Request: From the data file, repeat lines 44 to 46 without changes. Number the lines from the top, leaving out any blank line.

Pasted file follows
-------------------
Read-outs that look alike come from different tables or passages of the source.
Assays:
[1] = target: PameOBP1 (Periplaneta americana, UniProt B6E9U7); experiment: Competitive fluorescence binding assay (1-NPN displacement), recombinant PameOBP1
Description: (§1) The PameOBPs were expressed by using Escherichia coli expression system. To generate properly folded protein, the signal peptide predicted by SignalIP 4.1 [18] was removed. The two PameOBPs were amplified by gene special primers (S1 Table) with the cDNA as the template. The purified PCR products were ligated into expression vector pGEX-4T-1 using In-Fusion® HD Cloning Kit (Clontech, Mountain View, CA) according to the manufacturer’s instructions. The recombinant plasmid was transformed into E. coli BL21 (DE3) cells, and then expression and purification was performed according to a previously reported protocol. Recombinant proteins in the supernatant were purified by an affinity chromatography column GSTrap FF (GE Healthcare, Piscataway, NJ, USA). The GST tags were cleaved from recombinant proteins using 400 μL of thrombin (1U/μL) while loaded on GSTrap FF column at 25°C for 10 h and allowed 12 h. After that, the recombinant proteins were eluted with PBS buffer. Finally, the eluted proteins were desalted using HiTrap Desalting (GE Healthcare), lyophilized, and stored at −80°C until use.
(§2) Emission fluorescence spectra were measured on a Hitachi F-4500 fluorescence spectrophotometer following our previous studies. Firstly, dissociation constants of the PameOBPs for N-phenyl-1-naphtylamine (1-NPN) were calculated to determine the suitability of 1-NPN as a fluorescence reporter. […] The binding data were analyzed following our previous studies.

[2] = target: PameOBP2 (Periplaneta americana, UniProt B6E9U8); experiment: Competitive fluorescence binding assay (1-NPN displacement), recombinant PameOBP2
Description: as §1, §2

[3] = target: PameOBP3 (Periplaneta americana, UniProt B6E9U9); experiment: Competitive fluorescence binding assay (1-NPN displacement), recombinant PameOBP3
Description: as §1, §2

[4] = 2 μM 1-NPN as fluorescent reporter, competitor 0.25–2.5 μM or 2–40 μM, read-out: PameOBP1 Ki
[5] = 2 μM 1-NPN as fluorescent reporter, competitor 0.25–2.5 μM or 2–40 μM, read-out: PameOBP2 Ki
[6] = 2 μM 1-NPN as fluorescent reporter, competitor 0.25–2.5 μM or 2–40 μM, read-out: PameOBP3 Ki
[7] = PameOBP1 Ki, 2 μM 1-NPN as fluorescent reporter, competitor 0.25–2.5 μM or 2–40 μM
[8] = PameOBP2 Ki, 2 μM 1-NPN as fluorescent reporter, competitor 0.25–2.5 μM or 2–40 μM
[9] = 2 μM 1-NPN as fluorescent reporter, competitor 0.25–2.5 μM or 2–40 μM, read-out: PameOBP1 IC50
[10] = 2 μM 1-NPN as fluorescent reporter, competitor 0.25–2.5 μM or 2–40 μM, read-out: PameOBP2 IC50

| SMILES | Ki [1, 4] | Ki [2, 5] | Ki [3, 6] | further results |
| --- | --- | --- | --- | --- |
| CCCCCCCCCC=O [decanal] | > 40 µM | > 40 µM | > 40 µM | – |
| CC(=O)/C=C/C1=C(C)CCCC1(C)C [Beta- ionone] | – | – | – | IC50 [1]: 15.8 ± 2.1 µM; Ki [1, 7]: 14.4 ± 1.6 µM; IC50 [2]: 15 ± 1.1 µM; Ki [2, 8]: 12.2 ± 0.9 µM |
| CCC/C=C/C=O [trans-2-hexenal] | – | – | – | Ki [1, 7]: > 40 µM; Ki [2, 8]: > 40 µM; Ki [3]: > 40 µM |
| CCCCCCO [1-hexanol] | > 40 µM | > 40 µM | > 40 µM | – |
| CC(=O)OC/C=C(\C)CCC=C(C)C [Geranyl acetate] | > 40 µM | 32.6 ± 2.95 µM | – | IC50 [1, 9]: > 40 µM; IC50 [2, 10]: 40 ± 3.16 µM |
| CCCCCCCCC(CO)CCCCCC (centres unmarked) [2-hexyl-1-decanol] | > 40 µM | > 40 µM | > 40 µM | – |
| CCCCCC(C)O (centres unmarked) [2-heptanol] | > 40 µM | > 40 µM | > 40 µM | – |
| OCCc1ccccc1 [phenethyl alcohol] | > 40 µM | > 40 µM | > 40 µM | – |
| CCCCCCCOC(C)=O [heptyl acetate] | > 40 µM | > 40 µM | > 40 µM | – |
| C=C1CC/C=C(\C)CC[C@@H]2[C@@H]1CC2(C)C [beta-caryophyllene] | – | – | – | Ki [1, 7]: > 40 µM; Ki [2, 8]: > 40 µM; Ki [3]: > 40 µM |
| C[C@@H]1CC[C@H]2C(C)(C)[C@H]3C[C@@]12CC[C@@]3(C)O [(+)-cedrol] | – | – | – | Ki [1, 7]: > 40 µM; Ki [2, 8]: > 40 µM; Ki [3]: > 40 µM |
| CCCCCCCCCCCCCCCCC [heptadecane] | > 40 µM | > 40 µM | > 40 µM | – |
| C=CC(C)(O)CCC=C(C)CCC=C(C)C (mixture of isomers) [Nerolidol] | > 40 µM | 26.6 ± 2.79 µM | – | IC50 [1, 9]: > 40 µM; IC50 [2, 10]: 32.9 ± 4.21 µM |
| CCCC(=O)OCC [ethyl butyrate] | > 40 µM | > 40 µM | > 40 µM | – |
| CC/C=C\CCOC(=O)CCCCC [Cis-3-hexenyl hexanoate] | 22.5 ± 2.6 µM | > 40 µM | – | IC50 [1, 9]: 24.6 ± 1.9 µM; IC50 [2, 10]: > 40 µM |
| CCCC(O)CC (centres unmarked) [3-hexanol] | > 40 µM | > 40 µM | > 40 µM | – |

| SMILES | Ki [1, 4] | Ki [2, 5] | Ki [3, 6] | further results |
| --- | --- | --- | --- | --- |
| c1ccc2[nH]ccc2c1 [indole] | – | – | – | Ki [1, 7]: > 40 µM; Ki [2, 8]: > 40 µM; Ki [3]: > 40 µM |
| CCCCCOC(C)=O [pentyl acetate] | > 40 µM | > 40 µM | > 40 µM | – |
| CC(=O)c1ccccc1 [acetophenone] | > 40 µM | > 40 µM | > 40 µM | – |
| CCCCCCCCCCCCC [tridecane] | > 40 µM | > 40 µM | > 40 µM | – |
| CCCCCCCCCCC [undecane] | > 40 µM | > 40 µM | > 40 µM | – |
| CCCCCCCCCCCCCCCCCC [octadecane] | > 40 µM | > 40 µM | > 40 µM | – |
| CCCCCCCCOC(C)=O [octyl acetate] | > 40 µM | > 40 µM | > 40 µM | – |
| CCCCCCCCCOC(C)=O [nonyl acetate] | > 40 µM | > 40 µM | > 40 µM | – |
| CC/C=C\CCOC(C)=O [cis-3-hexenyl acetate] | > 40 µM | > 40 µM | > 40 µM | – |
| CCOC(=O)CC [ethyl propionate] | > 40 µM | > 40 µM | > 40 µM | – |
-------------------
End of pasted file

| CCCCCCCCCOC(C)=O [nonyl acetate] | > 40 µM | > 40 µM | > 40 µM | – |
| CC/C=C\CCOC(C)=O [cis-3-hexenyl acetate] | > 40 µM | > 40 µM | > 40 µM | – |
| CCOC(=O)CC [ethyl propionate] | > 40 µM | > 40 µM | > 40 µM | – |